Government Drags Feet on Child Protection Reform

Submitted by Legislation Lisa on Wed, 01/08/2007 - 13:54

Wednesday, 25 July 2007

A Crime and Misconduct Commission report into child safety has revealed the Beattie Government has failed to fully implement a raft of child protection measures tabled almost three years ago.

Queensland Coalition Shadow Minister for Child Safety Jann Stuckey said details from the CMC report, released today, showed the Department of Child Safety had failed to implement reforms in some of the portfolio’s most crucial areas.

Ms Stuckey said one of the report’s concerns highlighted that indigenous communities in some parts of Queensland did not have the capacity to operate in a manner that was capable of providing effective services to children at risk.

"In light of the current problems the State has with sexual abuse in indigenous communities, it is paramount the Beattie Government ensures all CMC recommendations are met and proposed initiatives are implemented," Ms Stuckey said.

"Another area of worry is the finding that DoCS regularly provides incorrect details on the location of children.

"The Minister has stated she does not have accurate figures as to the extent of child abuse in Queensland. Without reliable statistics how can we effectively monitor and provide assistance throughout the State let alone in areas where it is most needed?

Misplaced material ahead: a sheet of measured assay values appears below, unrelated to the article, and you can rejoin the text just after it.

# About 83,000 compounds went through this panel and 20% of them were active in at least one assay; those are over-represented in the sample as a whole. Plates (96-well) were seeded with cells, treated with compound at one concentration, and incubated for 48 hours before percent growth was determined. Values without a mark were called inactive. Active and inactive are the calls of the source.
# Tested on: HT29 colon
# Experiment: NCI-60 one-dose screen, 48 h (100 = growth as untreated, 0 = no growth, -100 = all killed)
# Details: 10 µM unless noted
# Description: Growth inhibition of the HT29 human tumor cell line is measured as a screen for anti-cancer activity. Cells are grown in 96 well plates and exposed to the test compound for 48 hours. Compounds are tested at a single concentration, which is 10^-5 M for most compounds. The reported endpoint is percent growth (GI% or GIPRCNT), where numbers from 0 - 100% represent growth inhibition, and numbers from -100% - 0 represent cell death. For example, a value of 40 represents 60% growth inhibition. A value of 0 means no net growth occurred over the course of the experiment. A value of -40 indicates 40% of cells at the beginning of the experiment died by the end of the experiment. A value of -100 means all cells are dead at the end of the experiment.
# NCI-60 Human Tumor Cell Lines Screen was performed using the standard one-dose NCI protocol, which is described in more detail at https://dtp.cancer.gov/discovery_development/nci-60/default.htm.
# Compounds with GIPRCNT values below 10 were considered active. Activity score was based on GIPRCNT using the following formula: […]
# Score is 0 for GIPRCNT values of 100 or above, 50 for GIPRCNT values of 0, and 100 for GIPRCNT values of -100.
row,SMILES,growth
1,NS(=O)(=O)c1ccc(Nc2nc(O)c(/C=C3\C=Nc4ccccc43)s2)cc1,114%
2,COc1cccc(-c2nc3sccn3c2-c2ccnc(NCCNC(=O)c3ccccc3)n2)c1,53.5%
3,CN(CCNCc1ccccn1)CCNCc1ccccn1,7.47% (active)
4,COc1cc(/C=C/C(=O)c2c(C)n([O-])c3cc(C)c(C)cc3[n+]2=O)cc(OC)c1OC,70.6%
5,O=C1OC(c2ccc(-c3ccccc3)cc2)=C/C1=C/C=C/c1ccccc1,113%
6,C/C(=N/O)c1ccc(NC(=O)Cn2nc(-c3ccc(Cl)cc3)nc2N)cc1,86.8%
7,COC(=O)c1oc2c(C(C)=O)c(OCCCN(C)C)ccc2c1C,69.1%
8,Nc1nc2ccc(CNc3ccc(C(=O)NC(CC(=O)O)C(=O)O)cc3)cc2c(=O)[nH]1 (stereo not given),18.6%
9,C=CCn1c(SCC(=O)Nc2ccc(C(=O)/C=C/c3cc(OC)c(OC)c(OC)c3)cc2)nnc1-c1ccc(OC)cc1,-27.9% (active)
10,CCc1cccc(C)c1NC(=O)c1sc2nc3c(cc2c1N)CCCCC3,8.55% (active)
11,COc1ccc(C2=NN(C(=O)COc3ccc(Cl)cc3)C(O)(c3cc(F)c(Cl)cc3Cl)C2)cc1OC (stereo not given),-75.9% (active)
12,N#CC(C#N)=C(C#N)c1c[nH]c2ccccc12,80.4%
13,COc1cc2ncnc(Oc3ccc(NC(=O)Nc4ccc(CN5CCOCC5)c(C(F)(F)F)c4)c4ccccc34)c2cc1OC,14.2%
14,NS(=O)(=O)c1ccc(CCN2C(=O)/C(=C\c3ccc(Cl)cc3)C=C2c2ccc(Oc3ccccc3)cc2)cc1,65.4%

"Today’s report highlighted that only 209 staff out of 2050 had received cross-cultural training while training of all registered nurses, which is in line with mandatory reporting under the Health Act, still had not been implemented.

"It is common knowledge the Department of Child Safety is having ongoing difficulties recruiting and retaining staff, particularly in remote areas.

"These concerns are only the tip of the iceberg and I do not agree that Child Safety Minister Desley Boyle and her government have succeeded in fully implementing all of these recommendations despite boasting this had been achieved.

"Whilst there has been a significant increase in funding, without a comprehensive understanding of the scale of the crisis, it goes little way to addressing the source of the problems.

"There is still a lot of work to do on the ground before everyone can start patting themselves on the back. Partial implementation of the recommendations still leaves children at risk in vulnerable situations.

"What does it take for this Government to give child safety priority?



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